Predictive profiles 300 of FIG. 3 provide illustrative examples of predictive heat release profile 302 and predictive sprinkler activation profile 304. From the predictive profile, the time from first sprinkler activation to the number of sprinkler activations equivalent to the IDA can be identified as the predicted tIDA equivalent time. From tIDA equivalent time, one can preferably select a shorter period of time as the maximum fluid delivery delay period for incorporation into the system design.

Alternatively, a empirical approach to identifying the thermal operating sequence can be employed. Preferably, a full scale dry storage occupancy fire test is conducted in which the sprinklers are thermally actuated but no fire-fighting fluid or water is introduced into the storage occupancy, i.e. a free-burn test. In the free-burn test, the test sprinkler grid is preferably constructed using the same sprinkler utilized in the wet system fire test and more preferably considered for use in the dry sprinkler system design. Alternatively, the free-burn test grid can be constructed using a sprinkler having the same K-factor and thermal responsiveness as that of the sprinklers in the wet system test.

The sprinkler activations in the free-burn test could be monitored, counted, plotted along a time line and accordingly sequenced. A sample free-burn plot is provide in FIG. 4. From the free-burn sprinkler activation plot, one can identify the time at which the number of activated sprinklers equaled the number of activations forming the IDA, and thereby identify the CBT in the free burn test. Accordingly, a smaller lapse of time than that required to reach the equivalent IDA can be preferably selected to further identify a maximum fluid delivery delay period for implementation in the dry sprinkler system. The selected maximum fluid delivery delay period would form an initial sprinkler operating area smaller than the IDA. Provided fluid is delivered to the initial sprinkler operating area and preferably discharged at designed operating pressure, the design dry sprinkler system will presumably thermally activate a subsequent group of sprinklers to form a final sprinkler operating area preferably equivalent in size to the IDA. Accordingly, the final sprinkler operation area of the dry system would address a fire event in an equivalent manner to the wet system. Regardless of whether the operation sequence is identified with a computational or an empirical approach, a range of fluid delivery delay periods is preferably identified having a maximum fluid delivery delay period and a minimum fluid delivery delay period in which to discharge fluid, preferably at designed operating discharge pressure for the formation of the equivalent IDA.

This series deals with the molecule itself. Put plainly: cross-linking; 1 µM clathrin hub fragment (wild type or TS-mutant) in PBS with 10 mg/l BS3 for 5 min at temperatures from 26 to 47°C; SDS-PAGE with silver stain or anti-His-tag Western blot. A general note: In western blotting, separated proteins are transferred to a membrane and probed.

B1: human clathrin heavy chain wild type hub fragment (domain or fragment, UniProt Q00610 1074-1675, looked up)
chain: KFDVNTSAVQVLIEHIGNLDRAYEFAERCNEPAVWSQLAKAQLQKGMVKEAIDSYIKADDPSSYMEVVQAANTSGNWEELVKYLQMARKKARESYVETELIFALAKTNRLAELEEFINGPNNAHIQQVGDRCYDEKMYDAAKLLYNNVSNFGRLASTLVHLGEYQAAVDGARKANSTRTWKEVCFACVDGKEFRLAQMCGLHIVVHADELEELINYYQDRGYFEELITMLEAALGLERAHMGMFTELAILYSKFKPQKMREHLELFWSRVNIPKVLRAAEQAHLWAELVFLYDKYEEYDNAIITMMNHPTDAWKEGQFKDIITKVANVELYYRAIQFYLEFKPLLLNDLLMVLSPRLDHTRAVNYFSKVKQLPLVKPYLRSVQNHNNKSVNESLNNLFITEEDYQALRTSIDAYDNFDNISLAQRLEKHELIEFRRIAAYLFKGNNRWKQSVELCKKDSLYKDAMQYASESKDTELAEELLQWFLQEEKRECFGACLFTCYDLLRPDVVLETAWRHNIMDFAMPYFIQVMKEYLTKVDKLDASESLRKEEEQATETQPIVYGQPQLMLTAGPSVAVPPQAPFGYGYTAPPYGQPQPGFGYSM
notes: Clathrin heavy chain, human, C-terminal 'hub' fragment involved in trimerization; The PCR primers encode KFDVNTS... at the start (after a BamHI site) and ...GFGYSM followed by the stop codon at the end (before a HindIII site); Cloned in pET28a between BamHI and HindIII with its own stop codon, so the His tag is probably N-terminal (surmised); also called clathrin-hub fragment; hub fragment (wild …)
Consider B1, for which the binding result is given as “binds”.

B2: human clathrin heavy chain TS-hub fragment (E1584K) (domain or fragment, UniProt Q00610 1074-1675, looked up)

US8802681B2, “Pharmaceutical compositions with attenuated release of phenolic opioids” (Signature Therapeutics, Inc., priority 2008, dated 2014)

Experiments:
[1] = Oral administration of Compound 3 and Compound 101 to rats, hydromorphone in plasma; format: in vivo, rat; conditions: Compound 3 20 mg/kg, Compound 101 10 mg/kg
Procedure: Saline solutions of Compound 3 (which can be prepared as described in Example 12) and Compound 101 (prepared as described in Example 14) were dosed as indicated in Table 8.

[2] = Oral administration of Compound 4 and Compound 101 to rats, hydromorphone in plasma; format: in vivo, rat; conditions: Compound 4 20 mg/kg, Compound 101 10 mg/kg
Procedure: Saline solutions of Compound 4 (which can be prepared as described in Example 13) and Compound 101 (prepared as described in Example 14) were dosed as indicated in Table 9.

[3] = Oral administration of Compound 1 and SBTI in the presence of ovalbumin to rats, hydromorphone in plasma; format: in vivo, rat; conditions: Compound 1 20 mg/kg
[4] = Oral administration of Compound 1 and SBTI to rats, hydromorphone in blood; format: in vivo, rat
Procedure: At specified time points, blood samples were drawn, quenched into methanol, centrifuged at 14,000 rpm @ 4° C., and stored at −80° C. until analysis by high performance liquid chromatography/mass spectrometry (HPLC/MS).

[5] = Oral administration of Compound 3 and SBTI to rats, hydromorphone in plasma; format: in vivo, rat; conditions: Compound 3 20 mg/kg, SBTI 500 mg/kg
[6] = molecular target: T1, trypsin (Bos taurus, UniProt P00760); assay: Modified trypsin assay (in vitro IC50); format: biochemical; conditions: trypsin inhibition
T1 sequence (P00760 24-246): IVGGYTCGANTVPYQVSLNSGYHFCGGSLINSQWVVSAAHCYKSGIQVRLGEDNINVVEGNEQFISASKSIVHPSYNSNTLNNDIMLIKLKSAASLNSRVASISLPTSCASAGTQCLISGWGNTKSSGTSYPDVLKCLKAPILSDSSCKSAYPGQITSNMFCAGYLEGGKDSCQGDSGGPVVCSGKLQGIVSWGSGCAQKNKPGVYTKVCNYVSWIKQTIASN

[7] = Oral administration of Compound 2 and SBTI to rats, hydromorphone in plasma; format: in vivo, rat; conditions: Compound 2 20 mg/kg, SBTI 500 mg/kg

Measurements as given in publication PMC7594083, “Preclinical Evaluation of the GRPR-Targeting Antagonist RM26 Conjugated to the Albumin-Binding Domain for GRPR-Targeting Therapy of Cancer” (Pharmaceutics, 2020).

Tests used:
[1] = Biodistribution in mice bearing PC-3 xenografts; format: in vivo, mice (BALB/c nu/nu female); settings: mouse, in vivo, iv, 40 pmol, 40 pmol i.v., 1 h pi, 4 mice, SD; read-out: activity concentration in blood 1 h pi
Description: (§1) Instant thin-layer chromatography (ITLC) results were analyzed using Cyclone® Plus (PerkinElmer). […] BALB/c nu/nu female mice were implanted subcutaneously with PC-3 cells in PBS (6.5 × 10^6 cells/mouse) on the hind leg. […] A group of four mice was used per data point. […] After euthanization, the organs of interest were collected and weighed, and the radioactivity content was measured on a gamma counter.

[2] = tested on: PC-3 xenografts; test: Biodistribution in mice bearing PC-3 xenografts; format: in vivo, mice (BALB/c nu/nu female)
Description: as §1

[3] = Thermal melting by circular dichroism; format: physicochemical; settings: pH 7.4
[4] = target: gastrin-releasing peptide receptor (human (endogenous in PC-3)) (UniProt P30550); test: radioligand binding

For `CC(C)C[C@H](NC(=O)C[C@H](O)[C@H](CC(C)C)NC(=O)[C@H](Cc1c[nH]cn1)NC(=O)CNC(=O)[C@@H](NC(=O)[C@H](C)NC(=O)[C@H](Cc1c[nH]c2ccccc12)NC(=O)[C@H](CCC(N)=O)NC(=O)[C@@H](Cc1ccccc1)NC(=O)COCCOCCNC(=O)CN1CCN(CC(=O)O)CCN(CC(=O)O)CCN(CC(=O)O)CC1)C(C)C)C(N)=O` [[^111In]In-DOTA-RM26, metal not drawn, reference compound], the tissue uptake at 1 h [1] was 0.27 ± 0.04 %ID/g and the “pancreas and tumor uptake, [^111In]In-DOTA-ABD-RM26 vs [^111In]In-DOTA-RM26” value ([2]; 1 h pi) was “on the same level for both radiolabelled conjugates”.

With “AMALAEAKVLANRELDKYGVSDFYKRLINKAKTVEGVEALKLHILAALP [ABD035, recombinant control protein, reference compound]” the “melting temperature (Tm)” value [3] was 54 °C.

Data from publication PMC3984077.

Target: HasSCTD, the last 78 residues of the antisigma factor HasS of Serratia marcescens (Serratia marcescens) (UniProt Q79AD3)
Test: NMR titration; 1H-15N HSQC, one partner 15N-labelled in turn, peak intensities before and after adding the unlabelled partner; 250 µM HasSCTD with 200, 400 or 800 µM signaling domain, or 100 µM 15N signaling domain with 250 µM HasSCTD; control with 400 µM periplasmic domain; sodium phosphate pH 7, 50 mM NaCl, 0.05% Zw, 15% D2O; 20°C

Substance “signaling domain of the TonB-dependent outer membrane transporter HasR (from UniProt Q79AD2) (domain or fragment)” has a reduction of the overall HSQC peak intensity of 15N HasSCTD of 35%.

In one preferred illustrative embodiment of the design method 100, a dry sprinkler system 10′ and a stored commodity 50′ beneath the system 10′ were modeled using the computational or predictive modeling approach 200 as described above. The modeling parameters included Group A plastic commodity in a double-row rack arrangement stored to a height of about thirty feet (30 ft.) located in a storage area having a ceiling height of about thirty-five feet (35 ft.). The dry sprinkler system 10′ included one hundred 16.8 K-factor upright specific application storage sprinklers having a nominal RTI of 190 (ft-sec)1/2 and a thermal rating of 286° F. on ten-by-ten foot (10 ft.×10 ft.) spacing. The sprinkler system was located about seven inches (7 in.) beneath the ceiling.